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An epic commute for a family man

OUTSIDE RICHMOND, Virginia - Just outside Richmond, Virginia, at the end of a cul-de-sac, CBS News met the ultimate family man.

Of course, we all love our families and, typically, our extended families too. But not many of us would make the kind of sacrifice Thurmond Alford has made to stay near his loved ones.

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Round trip, Thurmond Alford's commute takes 7 hours.

"It's all about family," said Alford. "If you don't have family what are you going to do?"

About 12 years ago Alford was offered his dream job. It paid three times what he was making. There was no question - he had to take it - even though everyone he loved was in Richmond and the job was in Washington, D.C.

And so began what has now become one of the longest daily commutes in America.

"Every two weeks I was changing oil." said Alford. "The guy at Jiffy Lube ... He knew my first name. He knew my football team. He says, 'You're here every two weeks.' It's like I'm getting a haircut with him - he was changing the oil in my car."

That's how long his commute is. It begins every weekday at 4 a.m. He drives 80 miles to a parking lot outside Fredericksburg, Virginia -- which is still nowhere near D.C.

"We're not there yet, no," Alford said as he took CBS News through the routine.

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On his way to work, Alford passes through three major cities, forged three large rivers and crossed nine different counties.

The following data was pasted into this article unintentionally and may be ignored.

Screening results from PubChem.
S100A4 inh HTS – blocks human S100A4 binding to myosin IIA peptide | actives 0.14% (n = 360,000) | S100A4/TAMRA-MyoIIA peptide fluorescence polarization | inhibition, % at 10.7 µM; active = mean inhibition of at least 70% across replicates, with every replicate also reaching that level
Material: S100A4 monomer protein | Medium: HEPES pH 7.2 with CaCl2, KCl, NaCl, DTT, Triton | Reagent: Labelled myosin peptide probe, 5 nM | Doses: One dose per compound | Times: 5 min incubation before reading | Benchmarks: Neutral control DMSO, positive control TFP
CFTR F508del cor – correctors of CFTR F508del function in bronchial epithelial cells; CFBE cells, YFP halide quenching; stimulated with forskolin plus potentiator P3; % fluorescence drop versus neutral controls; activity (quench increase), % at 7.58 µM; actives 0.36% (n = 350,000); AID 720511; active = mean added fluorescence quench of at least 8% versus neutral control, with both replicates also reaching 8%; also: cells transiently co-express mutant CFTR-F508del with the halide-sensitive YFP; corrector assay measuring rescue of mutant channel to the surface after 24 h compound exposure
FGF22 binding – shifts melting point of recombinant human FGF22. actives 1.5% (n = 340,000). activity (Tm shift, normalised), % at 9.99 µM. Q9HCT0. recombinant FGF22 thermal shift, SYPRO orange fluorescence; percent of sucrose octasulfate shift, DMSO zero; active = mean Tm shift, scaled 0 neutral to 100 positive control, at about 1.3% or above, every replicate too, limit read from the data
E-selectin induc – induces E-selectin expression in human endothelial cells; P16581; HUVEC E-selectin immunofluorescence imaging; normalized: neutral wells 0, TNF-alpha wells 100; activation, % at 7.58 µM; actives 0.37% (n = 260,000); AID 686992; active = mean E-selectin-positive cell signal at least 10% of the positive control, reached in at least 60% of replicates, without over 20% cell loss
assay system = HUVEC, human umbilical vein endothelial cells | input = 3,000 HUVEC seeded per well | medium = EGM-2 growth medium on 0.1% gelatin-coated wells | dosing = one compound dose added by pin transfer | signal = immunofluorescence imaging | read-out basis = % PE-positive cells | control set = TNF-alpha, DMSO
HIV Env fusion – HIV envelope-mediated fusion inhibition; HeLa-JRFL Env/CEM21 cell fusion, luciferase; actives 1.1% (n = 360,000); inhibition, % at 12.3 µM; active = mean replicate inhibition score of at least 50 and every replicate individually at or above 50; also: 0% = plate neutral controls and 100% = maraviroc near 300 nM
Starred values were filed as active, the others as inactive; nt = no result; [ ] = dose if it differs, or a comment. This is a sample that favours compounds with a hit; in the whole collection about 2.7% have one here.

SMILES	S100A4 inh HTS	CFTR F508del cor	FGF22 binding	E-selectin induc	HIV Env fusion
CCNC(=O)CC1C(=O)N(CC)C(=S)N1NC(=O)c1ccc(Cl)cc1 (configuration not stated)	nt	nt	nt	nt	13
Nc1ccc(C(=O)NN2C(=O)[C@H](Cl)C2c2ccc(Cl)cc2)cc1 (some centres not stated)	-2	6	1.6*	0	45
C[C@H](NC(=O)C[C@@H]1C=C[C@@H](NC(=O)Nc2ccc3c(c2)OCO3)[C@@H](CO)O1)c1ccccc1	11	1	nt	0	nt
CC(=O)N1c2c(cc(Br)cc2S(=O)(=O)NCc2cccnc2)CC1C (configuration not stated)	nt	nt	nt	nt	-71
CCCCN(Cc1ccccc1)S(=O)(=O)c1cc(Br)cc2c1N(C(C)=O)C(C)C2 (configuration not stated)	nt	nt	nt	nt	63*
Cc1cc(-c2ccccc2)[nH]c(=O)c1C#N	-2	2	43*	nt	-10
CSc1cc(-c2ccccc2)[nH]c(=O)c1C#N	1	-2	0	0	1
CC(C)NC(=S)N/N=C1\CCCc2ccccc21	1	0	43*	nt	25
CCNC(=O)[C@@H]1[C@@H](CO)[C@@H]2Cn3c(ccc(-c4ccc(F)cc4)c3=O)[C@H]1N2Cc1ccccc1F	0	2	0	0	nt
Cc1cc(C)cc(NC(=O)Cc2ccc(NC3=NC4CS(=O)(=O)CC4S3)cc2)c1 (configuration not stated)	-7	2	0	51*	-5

From that point he grabs a ride with someone else. An hour later he's at another parking lot in Arlington ... which is still not D.C. He then takes a train - two trains actually - to downtown Washington.

By 7:30 he's finally to his program manager job at the Department of Justice.

At this point he has passed through three major cities, forged three large rivers and crossed nine different counties. Round trip, that's 220 miles in 7 hours.

If you calculate from the time Alford started in 2002, he's basically commuted around the entire globe, 30 times, for 2 and half years.

Alford said he travels in "rain, snow sleet or hail."

Or, sometimes, all of the above.

"It could be sunny in Richmond and it could be snowing in D.C.," Alford explained.

And as tiresome as all that sounds, Alford says it's well worth it, especially on weekends.

"I have a support system here. So I have a happy home."

And come Monday, an even happier Jiffy Lube manager.

  • Steve Hartman

    Steve Hartman has been a CBS News correspondent since 1998, having served as a part-time correspondent for the previous two years.